Winner: Representing Yourself Canada. The National Self-Represented Litigants Project at the University of Windsor is at once perhaps the most important and most unsung access to justice initiative in North America. Regular updates on everything A2J-related, as well as a conversational tone and a commitment to practical solutions makes this blog, led by NSRLP leader Prof. Julie Macfarlane, one of our current favourites and a runaway winner in this category.
Runner-up: Canada’s Proposed Antiterrorism Act: An Assessment. University of Ottawa law professors Kent Roach and Craig Forcese achieved something novel: a real-time critical analysis of controversial federal legislation Bill C-51 and its debate in Parliament that made a difference in the bill’s fortunes.
5. Friend of the North Award
Winner: Law Sites Blog. We were a little amazed, looking back over the last ten years of the Clawbies, that we’ve never before bestowed a Clawbie on one of our favourite legal technology writers, Bob Ambrogi of Boston. Legal technology developments, product reviews, and legal tech startup reports from Canada and around the world constitute the backbone of this must-read blog for everyone in the legal profession. Law Sites just keeps getting better year after year, and this Clawbie is only the most recent accolade deservedly received by Bob Ambrogi.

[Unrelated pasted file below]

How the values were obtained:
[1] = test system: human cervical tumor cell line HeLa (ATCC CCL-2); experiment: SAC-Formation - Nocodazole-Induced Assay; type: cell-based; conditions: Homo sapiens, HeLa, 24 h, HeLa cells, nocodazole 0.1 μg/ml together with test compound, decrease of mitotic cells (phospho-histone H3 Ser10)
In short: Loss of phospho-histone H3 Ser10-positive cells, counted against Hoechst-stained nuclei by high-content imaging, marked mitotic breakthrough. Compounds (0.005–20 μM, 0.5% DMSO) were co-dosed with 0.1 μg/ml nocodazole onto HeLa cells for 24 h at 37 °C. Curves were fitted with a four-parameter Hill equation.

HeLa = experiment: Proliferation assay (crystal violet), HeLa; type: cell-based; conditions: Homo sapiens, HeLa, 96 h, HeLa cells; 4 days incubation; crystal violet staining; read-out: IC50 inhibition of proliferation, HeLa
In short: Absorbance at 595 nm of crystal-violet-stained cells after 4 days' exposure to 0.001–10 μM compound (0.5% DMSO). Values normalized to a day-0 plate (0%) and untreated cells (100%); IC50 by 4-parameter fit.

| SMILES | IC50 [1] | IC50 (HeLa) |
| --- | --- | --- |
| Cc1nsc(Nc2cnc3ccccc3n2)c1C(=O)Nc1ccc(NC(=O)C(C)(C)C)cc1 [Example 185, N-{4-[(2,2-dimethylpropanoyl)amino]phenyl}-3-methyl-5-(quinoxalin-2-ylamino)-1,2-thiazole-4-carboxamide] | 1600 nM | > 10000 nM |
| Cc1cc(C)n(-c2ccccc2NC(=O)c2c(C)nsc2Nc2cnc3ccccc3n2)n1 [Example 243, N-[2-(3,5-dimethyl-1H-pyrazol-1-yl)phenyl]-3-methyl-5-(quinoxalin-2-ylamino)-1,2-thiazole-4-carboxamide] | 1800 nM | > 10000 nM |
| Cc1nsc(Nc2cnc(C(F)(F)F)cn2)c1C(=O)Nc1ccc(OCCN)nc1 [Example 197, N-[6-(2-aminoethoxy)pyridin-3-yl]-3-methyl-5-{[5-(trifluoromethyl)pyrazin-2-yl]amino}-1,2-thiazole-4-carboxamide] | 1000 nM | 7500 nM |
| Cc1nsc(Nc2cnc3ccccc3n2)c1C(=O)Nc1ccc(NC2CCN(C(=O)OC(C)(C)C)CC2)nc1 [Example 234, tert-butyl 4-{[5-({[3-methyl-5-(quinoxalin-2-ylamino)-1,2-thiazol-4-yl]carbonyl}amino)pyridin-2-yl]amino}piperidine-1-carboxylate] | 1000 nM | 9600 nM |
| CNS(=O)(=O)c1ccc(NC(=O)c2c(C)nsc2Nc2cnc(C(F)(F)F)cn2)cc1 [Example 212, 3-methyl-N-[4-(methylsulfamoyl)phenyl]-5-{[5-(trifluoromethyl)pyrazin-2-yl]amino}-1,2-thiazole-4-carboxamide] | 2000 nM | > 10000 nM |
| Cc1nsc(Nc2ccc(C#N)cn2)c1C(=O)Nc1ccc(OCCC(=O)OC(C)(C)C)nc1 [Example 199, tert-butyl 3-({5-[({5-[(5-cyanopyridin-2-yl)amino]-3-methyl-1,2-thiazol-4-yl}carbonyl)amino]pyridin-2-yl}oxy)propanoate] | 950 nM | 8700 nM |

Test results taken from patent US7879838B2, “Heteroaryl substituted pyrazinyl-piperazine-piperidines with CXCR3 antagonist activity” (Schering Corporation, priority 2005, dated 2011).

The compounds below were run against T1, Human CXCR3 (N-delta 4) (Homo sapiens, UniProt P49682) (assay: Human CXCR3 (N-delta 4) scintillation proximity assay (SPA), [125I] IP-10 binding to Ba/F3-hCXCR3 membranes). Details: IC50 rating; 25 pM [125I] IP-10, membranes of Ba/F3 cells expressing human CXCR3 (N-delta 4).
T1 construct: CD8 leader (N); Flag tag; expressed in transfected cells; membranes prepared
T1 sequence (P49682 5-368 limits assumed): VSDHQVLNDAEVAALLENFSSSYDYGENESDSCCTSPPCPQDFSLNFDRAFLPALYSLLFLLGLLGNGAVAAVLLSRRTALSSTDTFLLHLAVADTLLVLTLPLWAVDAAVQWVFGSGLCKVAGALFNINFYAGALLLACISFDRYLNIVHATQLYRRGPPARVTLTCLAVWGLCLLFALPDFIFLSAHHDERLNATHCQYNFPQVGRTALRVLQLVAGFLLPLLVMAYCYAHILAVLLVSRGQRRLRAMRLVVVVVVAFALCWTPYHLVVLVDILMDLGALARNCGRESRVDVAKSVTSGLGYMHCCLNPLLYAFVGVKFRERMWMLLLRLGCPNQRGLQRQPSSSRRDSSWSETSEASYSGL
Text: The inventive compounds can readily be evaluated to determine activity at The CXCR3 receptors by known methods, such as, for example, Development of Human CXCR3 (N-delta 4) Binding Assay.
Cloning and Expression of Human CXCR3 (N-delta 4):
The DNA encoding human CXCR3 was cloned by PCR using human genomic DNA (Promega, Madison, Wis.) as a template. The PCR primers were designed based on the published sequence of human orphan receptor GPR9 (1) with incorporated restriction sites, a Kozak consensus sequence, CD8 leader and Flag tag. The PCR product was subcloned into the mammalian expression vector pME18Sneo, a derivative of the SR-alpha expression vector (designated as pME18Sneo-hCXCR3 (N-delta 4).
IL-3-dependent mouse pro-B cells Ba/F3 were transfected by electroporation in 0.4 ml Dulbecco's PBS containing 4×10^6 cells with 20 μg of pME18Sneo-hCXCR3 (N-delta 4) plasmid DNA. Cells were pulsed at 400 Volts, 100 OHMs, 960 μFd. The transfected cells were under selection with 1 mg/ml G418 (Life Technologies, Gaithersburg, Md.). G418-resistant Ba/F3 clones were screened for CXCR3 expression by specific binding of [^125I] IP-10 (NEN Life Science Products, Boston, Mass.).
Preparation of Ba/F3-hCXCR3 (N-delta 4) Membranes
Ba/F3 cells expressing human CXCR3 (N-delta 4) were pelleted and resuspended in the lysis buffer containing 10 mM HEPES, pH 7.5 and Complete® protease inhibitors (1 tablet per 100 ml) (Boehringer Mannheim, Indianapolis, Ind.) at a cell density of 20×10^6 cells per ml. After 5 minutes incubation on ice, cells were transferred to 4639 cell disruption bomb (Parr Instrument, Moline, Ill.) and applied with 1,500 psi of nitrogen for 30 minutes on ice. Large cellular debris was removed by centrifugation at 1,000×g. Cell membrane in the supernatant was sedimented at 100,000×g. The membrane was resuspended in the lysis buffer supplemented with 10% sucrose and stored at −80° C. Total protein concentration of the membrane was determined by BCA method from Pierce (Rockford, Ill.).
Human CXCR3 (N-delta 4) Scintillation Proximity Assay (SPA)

Sarah Glassmeyer: Honourary Canadian Sarah continues her incisive and acidly funny assessments of legal research, open access, and legal information developments, now from Harvard Law School.
Seytlines: Changing the Practice of Law: Led by Chicago-based Kenneth Grady of Seyfarth Lean Consulting, this blog has quickly become one of the best sources of insightful commentary about the changing legal market.
3 Geeks and a Law Blog: It just keeps getting better. One of our favourite blogs about legal information, technology, process, pricing, and BigLaw life is on our must-read list, thanks to Toby Brown, Greg Lambert, Ryan McClead, Lisa Salazar, and newest Geek D. Casey Flaherty.
6. The Global Leadership Award
Formerly the “EuroCan Connection Award,” we renamed this category on our 10th anniversary to reflect how legal blogging truly has become a worldwide phenomenon. In recognition of this reality, our first Global Leadership Award goes to the LIV Young Lawyers Blog at the Law Institute of Victoria in Australia. Not only does this blog provide outstanding practical advice and guidance for lawyers beginning their careers, but the comments section is among the most dynamic and engaging in the legal blog world. Bar associations and law societies worldwide could benefit from following the LIV’s example.
7. Legal News Award
Winner: National Magazine Blog. Along with the recent redesign of its print edition, the Canadian Bar Association’s magazine has also scaled new heights in its blog, which covers both significant developments in the law in Canada as well as the changing landscape of legal practice globally. Led by associate editor Yves Faguy, National’s team of contributors (including staffers and CBA members) is changing the standards by which legal magazine blogs are judged.